Orange County Branch Newsletter
History and Heritage
Pacific Electric Railway Bridge Over Santa Ana River
Bill Lawson, PE
Back in July of this year I was contacted by a former Civil Engineering business associate, Mr. Phil Chinn, to see if I had any historical information about an old Pacific Electric Railway bridge over the Santa Ana River. As it turned out, the subject bridge had been looked at by the Orange County Branch History & Heritage Committee back in 1984, as a potential Historic Civil Engineering Landmark. Mr. Chinn's call sparked some new interest in this bridge (for me) and I agreed to meet with him to look at the bridge first hand. On October 9, 2012, I met with Phil at Willowick Golf Course, off of 5th Street, just west and across the Santa Ana River from Fairview Avenue in Santa Ana, California. From there we walked about a quarter mile northerly along the western edge of the river to the subject bridge crossing. Below is a photograph of the bridge in its present condition:
A few additional photos are included in the Photo Gallery following this article. Access on to the bridge is prohibited and each end of the bridge is blocked by a chain-link fence enclosure. The original Pacific Electric rails have long since been removed from the bridge, but the bridge deck still appears to be in fairly good condition.
A brief history of the Pacific Electric Bridge: The bridge is identified in some publications as SRS #2. According to newspaper records of the day, construction of the bridge was completed in October, 1905, and rail service was initiated on November 6, 1905. Pacific Electric took over the rail line crossing over this bridge in 1908. The bridge became a part of the Santa Ana Branch of the Pacific Electric Railway and provided "Red Car" passenger service from Los Angeles and Long Beach to Santa Ana, and also carried a small amount of local freight service. Passenger service continued on this line until 1950. The bridge was officially abandoned in 1976, and the rails were removed in 1978. The bridge is currently owned by OCTA.
Bridge Facts: The bridge design is that of a Pegram through-truss. The length of the longest span is 140 ft. while the total bridge length is 302 ft. The deck width is 13 ft. and carried only a single line of track. The line used 60 lb. rails set on redwood ties. The Pacific Electric Railway right of-way is still clearly visible from the air and on local maps; however, use of the right-of-way has changed to that of parking lots for businesses, self storage facilities, etc. In general, the bridge and right-of-way are no longer accessible and cannot be walked or explored, and has lost most of its railroad look.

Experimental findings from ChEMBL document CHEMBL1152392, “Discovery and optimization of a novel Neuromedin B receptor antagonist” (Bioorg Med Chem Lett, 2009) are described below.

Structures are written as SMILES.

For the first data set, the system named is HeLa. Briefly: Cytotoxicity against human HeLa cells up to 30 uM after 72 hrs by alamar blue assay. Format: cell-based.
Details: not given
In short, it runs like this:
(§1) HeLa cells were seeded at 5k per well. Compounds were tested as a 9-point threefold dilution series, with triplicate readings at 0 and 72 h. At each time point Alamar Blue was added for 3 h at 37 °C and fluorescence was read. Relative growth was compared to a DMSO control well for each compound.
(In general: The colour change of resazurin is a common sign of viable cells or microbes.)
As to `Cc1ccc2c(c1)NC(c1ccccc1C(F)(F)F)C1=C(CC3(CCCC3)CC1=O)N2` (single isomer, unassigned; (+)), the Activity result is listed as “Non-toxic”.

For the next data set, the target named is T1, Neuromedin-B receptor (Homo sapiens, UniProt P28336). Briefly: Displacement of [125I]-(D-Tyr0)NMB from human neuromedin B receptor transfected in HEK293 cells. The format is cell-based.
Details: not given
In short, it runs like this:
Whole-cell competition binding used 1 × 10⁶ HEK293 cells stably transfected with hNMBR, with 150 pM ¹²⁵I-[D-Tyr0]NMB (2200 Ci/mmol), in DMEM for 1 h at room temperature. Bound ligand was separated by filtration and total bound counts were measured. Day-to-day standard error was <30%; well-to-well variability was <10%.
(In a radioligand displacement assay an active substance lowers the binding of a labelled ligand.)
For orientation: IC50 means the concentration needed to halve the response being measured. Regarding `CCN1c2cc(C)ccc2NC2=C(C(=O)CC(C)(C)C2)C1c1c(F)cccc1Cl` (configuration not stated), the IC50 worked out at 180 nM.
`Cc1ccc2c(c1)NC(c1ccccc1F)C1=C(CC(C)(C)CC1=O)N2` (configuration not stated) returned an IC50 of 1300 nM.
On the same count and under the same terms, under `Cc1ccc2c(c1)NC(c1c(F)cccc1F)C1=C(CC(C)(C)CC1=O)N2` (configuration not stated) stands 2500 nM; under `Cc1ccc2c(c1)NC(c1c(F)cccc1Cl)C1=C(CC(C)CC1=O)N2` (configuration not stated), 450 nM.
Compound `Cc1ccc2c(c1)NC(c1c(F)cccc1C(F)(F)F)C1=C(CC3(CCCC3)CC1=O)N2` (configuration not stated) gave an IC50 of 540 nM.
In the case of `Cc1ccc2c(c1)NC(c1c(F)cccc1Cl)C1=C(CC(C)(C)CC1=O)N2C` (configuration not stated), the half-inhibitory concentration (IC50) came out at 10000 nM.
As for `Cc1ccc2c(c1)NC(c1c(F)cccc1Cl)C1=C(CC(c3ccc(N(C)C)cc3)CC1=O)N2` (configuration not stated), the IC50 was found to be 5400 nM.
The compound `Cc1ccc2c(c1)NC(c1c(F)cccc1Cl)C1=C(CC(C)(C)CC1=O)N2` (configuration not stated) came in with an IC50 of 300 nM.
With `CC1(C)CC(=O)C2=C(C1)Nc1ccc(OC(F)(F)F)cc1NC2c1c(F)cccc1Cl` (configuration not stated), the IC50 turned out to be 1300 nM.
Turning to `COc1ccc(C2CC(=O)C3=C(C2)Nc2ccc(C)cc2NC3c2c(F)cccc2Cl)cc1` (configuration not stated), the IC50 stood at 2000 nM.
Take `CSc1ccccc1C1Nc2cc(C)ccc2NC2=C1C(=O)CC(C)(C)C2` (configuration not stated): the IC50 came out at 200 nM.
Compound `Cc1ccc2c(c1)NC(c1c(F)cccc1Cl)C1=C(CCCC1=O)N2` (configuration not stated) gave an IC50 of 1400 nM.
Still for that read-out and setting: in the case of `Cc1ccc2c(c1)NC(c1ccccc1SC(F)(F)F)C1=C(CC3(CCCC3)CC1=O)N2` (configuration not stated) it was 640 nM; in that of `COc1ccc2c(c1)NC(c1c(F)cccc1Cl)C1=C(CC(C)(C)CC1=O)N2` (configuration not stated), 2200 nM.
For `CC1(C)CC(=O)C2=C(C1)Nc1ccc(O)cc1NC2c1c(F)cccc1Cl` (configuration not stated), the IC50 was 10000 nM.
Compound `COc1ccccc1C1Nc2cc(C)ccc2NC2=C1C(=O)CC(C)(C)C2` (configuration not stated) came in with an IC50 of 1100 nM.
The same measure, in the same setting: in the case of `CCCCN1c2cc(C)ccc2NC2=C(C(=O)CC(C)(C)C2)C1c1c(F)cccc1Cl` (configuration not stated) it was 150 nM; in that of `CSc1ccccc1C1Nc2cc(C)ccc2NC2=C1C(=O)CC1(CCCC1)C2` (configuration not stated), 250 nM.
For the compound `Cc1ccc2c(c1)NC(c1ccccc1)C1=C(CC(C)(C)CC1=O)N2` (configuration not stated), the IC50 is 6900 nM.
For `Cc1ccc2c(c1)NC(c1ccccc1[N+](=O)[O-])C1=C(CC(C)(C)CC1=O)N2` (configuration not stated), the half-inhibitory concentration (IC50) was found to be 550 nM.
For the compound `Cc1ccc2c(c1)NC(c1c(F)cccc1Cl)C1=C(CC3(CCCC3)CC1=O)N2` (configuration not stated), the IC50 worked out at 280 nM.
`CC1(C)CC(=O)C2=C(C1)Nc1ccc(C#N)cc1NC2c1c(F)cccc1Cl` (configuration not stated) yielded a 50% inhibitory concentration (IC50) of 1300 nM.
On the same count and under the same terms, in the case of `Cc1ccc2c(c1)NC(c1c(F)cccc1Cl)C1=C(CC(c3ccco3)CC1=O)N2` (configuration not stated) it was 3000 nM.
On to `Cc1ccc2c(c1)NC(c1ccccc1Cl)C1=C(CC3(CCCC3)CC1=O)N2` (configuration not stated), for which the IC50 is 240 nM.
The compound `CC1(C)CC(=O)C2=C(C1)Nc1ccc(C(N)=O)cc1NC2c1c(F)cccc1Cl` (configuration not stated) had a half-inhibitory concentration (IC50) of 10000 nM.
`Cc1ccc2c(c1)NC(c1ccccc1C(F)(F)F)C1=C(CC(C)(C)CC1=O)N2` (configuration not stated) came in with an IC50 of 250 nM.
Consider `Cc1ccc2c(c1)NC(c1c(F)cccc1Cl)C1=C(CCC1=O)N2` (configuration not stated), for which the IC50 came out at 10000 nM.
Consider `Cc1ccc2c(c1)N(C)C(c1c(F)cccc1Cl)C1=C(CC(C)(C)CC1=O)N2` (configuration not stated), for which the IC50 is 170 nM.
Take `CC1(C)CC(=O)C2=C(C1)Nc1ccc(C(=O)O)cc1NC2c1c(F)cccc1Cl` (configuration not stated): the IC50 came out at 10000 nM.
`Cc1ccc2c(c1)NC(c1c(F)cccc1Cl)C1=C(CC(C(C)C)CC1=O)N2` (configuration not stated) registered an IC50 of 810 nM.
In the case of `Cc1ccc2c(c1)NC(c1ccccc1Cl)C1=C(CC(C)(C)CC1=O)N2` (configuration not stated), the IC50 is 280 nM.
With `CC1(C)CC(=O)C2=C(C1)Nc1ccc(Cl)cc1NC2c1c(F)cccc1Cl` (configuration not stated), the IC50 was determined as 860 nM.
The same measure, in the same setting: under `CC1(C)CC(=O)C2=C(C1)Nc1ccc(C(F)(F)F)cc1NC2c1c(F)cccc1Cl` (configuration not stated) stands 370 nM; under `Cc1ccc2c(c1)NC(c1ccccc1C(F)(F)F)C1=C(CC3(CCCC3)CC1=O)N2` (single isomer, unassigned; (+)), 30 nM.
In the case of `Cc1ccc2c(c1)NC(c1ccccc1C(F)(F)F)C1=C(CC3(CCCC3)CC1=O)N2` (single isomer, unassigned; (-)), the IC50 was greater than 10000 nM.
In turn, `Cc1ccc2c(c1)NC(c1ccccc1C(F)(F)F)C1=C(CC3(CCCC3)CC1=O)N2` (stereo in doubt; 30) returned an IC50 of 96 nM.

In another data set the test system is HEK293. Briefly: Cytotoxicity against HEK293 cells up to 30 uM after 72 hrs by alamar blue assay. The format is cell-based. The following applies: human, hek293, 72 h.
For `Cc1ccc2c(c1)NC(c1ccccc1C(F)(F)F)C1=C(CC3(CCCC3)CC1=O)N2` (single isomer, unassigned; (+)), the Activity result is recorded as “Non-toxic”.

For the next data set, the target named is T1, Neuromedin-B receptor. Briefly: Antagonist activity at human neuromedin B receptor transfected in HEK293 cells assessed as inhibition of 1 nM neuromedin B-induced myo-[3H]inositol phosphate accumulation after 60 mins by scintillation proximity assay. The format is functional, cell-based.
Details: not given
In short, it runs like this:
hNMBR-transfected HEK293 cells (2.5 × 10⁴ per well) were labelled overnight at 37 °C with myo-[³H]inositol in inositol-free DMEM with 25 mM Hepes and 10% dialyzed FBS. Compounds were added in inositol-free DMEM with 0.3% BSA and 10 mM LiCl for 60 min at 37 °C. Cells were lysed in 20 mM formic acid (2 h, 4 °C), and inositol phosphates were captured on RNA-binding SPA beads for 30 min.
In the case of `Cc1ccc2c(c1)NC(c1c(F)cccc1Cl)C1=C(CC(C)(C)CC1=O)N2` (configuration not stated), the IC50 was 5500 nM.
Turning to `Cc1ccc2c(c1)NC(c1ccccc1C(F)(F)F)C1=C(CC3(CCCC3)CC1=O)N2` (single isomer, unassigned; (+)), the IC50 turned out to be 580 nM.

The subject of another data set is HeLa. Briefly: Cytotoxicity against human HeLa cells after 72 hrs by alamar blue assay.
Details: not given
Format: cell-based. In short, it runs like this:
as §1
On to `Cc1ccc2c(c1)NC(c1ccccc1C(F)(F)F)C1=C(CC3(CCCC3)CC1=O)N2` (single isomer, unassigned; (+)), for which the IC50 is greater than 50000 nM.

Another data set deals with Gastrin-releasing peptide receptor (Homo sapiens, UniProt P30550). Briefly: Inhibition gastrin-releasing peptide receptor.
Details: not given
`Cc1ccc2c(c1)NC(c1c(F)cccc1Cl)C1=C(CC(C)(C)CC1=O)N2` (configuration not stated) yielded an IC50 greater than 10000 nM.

The Future of this bridge is uncertain. It has been considered as a possible means to connect the bicycle trails on each side of the Santa Ana River. As of 2010, local governmental officials have been thinking about the possibilities of reusing the abandoned Pacific Electric corridor that connects Orange and Los Angeles Counties. Also in 2010, Cordoba Corporation was awarded a streetcar planning contract by the City of Santa Ana which would in part determine some of the possible uses of this bridge. To my knowledge, this work is still in progress and no recommendations have yet been presented to the City Council.
Historical Significance of the Pacific Electric Railway Bridge: In 2001, the bridge was reaffirmed to be eligible for inclusion on the National Register of Historic Places; this eligibility status remains unchanged. Although eligible, the bridge is not currently included on either the State or National Registers. The Santa Ana Historical Preservation Society is currently interested in moving ahead with getting this bridge listed on these Registers of Historic Places. The fact that this bridge is of the Pegram truss design makes it of special interest to the ASCE Orange County History & Heritage Committee and may prove it to be worthy of being nominated as a Local Historic Civil Engineering Landmark as it may be the only bridge of this design remaining in Southern California. One report that I have found says that there are only ten remaining Pegram span bridges in the United States with seven in Idaho, hence this may be the only one remaining in California. Further research will be needed to verify this.
I would like to thank Mr. Phil Chinn, Preservation Committee Chair for the Orange County Historical Society and member of the Santa Ana Historical Preservation Society, for providing some of the information included in this article, and for bringing the significance of this bridge to the attention of the ASCE Orange County History & Heritage Committee.